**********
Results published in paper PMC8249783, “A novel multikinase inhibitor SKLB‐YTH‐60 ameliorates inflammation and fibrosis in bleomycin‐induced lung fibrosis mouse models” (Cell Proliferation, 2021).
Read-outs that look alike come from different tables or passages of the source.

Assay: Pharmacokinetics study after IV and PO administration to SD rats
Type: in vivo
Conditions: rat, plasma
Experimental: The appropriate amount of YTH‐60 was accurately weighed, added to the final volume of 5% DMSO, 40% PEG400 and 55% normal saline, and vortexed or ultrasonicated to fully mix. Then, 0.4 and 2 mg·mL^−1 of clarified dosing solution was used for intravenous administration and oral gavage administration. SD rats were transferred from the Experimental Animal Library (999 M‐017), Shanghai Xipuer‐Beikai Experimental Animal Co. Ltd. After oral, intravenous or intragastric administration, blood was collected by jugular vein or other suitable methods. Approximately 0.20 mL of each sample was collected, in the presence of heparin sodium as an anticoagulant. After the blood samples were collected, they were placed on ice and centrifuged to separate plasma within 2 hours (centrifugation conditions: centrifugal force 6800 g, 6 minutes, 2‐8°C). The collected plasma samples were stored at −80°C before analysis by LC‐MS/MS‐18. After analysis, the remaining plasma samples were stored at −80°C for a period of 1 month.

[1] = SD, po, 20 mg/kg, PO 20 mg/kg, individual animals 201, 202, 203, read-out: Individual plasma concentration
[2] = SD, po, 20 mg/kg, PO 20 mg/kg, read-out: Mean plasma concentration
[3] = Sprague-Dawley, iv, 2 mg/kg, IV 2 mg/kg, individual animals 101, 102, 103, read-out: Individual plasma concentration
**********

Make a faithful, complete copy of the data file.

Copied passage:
Results published in paper PMC8249783, “A novel multikinase inhibitor SKLB‐YTH‐60 ameliorates inflammation and fibrosis in bleomycin‐induced lung fibrosis mouse models” (Cell Proliferation, 2021).
Read-outs that look alike come from different tables or passages of the source.

Assay: Pharmacokinetics study after IV and PO administration to SD rats
Type: in vivo
Conditions: rat, plasma
Experimental: The appropriate amount of YTH‐60 was accurately weighed, added to the final volume of 5% DMSO, 40% PEG400 and 55% normal saline, and vortexed or ultrasonicated to fully mix. Then, 0.4 and 2 mg·mL^−1 of clarified dosing solution was used for intravenous administration and oral gavage administration. SD rats were transferred from the Experimental Animal Library (999 M‐017), Shanghai Xipuer‐Beikai Experimental Animal Co. Ltd. After oral, intravenous or intragastric administration, blood was collected by jugular vein or other suitable methods. Approximately 0.20 mL of each sample was collected, in the presence of heparin sodium as an anticoagulant. After the blood samples were collected, they were placed on ice and centrifuged to separate plasma within 2 hours (centrifugation conditions: centrifugal force 6800 g, 6 minutes, 2‐8°C). The collected plasma samples were stored at −80°C before analysis by LC‐MS/MS‐18. After analysis, the remaining plasma samples were stored at −80°C for a period of 1 month.

[1] = SD, po, 20 mg/kg, PO 20 mg/kg, individual animals 201, 202, 203, read-out: Individual plasma concentration
[2] = SD, po, 20 mg/kg, PO 20 mg/kg, read-out: Mean plasma concentration
[3] = Sprague-Dawley, iv, 2 mg/kg, IV 2 mg/kg, individual animals 101, 102, 103, read-out: Individual plasma concentration